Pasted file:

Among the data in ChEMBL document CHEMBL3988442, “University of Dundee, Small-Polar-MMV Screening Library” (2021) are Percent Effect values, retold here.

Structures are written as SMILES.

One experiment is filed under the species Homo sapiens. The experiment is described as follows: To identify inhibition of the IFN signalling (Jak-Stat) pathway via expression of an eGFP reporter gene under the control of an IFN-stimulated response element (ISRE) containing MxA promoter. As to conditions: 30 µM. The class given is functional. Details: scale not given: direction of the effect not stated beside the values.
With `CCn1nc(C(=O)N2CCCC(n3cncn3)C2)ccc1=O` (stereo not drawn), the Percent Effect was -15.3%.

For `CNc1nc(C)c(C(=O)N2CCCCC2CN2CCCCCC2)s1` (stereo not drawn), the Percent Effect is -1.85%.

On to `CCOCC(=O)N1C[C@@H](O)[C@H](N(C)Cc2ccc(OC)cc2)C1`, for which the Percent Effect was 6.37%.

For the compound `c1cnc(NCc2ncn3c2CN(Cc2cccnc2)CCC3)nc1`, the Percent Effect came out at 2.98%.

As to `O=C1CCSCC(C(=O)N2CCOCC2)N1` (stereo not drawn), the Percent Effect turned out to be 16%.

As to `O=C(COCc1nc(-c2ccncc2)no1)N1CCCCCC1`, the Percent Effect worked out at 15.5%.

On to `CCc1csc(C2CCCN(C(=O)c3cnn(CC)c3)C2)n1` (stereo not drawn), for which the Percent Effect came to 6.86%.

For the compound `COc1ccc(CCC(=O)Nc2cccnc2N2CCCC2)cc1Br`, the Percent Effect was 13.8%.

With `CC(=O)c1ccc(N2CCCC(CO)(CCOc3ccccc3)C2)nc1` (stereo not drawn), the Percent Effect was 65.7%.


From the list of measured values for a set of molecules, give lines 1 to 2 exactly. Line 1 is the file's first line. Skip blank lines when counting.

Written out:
Among the data in ChEMBL document CHEMBL3988442, “University of Dundee, Small-Polar-MMV Screening Library” (2021) are Percent Effect values, retold here.

Structures are written as SMILES.